Colossians 1:15-20 has long stood as a central passage in the New Testament in discussions of Christology. Indeed, it would be difficult to find a New Testament passage where Jesus is placed in a higher position as supreme being and immaculate agent of redemption. This is expressed by Paul so eloquently that scholars frequently treat this as a “pre-formed tradition” that the apostle has inserted into his letter. Certainly this passage has a glorious tone and is comparable in style with other kinds of doctrinal passages throughout the New Testament (e.g., Phil 2:5-11; 1 Tim 3:16), but it is important to affirm, of primary significance, that it plays a key role in Colossians itself. Paul did not desire to direct attention to the preeminence of Christ per se, but he established this supremacy to teach the Colossians that Christ is ever and always the solution to their fears and perplexities.

In Colossians, Paul is tenaciously emphatic that, whatever the problem, Christ is the solution. In 1:15-20, in particular, Paul sustains this idea at length. First, Paul argues for a supreme Christology. One might also call this an all-ness Christology. Christ is first in rank above all (1:15), he created all (1:16), he is before all (1:17), he is sovereign over the whole church (1:18a), he is victor over death itself (the enemy above all) (1:18a), and he is reconciler of all (1:20).

Why does Paul emphasize this superlative Christology in Colossians? In the course of the letter, Paul responds to a church that, though they have had a strong track record of faithfulness to Christ, have been interested in a problematic teaching (a transcendent-ascetic philosophy) that offers a mystical solution to the problem of dangerous spirits and pernicious cosmic powers- at-large in the world. Supposedly a transcendent experience, offered by this new teaching, was promoted as a form of protection. In 1:13-14, Paul refers to the Colossian church as a body relocated from the authoritative domain of darkness to Christ’s kingdom. Chapter 1, verses 15-20, is a bit of a digression, albeit an important one, in Paul’s wider purpose of reflecting on the new status (“redeemed”) and location (“the Son’s kingdom”) of the Colossians. Transitioning to 1:15-20 from 1:3-14, it is as if Paul were saying, “Do you know how thankful you can be because of all the things God had done for you, in the powerful gospel, in the rescue from darkness and sin, all thanks to God’s own beloved Son? Speaking of him, let me remind you of how central he is to God’s whole plan and rule….”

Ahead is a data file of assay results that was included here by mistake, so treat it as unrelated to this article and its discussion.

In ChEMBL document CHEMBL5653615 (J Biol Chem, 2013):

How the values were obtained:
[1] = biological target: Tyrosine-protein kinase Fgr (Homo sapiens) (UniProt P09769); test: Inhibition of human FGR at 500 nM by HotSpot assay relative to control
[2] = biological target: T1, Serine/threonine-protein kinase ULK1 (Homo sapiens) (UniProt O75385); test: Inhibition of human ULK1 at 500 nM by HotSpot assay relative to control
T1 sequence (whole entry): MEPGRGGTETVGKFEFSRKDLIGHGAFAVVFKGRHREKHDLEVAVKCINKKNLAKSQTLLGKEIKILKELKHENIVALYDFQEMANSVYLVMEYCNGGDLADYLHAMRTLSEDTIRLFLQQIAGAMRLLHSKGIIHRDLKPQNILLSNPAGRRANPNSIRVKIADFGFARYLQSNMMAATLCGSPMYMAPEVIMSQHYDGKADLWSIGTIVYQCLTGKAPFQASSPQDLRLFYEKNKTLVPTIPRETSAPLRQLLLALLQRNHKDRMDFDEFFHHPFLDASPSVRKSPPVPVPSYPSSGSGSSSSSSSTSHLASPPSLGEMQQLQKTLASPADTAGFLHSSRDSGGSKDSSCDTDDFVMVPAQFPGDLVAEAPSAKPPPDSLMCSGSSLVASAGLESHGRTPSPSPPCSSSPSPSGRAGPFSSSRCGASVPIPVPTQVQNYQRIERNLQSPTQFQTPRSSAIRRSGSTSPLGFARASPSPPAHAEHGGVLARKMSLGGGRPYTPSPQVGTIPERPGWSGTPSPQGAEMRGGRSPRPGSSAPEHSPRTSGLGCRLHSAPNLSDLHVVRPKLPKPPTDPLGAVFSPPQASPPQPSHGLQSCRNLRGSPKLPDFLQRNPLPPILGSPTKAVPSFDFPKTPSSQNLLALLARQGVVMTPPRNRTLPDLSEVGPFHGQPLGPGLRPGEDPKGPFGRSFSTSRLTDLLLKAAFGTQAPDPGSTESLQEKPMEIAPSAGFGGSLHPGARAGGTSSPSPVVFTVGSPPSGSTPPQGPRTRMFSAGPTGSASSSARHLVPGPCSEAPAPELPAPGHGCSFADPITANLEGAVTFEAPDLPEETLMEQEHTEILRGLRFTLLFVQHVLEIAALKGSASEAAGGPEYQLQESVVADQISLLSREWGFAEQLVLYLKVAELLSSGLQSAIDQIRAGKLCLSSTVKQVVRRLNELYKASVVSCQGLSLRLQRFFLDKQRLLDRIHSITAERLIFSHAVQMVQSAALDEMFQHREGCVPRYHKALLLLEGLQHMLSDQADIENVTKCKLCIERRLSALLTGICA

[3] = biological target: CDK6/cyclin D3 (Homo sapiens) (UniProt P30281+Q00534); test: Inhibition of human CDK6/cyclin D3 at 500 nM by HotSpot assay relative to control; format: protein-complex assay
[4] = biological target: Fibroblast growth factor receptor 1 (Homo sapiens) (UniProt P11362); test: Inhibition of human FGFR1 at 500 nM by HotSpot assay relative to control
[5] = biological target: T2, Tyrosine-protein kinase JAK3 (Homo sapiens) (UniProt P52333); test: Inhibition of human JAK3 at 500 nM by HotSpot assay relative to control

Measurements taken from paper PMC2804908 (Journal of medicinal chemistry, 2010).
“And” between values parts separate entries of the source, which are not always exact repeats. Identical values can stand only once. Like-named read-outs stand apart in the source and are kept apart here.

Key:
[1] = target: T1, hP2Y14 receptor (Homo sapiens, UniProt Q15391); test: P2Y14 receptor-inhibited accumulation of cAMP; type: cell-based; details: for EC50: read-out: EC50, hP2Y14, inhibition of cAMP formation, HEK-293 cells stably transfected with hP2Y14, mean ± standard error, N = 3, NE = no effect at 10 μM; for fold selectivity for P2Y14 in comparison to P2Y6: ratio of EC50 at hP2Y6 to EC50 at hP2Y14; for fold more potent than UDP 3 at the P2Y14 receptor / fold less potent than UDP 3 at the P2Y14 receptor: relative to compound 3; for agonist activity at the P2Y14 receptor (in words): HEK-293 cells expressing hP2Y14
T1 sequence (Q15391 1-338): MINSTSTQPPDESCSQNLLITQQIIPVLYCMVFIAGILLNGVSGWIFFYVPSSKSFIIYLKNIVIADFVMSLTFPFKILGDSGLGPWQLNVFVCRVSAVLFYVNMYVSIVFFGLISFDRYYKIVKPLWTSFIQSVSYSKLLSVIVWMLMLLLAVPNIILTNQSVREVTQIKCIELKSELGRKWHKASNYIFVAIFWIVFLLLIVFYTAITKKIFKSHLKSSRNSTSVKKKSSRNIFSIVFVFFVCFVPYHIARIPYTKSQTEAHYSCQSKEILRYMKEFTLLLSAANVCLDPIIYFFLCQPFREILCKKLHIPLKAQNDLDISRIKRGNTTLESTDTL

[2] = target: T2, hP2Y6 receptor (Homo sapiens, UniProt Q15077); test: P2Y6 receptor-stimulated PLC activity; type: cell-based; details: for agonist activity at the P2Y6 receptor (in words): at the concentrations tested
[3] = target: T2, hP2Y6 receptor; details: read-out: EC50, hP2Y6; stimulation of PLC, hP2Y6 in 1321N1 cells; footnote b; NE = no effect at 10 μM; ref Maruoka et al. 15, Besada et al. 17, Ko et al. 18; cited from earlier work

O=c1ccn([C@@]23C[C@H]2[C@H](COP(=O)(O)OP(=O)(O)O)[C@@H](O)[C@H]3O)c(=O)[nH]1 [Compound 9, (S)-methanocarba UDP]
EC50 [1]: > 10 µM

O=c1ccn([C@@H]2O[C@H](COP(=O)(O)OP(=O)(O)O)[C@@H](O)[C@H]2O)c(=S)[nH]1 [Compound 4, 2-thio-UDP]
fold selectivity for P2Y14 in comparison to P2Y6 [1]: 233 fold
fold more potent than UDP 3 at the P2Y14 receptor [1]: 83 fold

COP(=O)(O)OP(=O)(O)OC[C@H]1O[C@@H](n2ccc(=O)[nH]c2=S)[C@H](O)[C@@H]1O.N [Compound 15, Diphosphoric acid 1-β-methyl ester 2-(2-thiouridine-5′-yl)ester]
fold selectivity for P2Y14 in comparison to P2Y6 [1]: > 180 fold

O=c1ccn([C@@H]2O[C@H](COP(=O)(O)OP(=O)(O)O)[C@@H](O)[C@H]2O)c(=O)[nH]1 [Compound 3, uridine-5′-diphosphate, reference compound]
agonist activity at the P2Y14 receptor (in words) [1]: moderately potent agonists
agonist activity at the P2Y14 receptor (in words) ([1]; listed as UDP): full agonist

The second key element of this poem is Paul’s ensomatic Christology. One might call this “incarnational Christology,” but given the significance of the word soma (“body”) in Colossians, the term “ensomatic (in a human body)” seems rather appropriate. It would appear that the transcendent-ascetic philosophy denigrated the physical body, perhaps with a perspective that the body was a particular object of attack from evil powers. Thus, ascetic practices were recommended as a way of transcending the physical body. The transcendent-ascetic philosophy probably did not condemn Christ outright for having a body (or else Paul’s letter may have carried a sharper tone!), but may have simply downgraded or ignored the effectiveness of Christ (precisely because Christ came into bodily form and thus was liable to being harassed by evil forces). It is implicit within Paul’s argument in 1:15-20 that the body of Christ in no way limited him but, in fact, was instrumental to the divine plan of redemption. Christ not only came to protect the mortal (who has a body) but, by sacrificing his own body in death (1:22), was also able to redeem the human body from enslavement (cf. Phil 3:21).

It is important, then, in this regard, not to see Paul countering a low Christology with his own high Christology. It is more accurate to see him as arguing for an exalted, cosmic Christ who rules unchallenged as well as a humble Christ whose body was broken and whose blood was spilt. Keeping both of these dimensions of the identity of Christ together enabled Paul to bridge the distance between mortal and immortal, human and divine, perishable body and life-giving spirit. Placing Christ in a superhuman category only would undoubtedly feed the transcendent inclinations of the Colossian philosophy. The key for Paul was the balancing of Christ’s power and his (self-imposed, voluntary) weakness. In that sense, Colossians 1:15-20 is the mirror image of Philippians 2:5-11.

Nijay K. Gupta, Colossians, Smyth & Helwys Bible Commentary (Macon GA: Smyth & Helwys, 2013), 51–52.

Darrell Pursiful is the editor of Formations. He is an adjunct professor at Mercer University and an active member of the First Baptist Church of Christ in Macon, Georgia.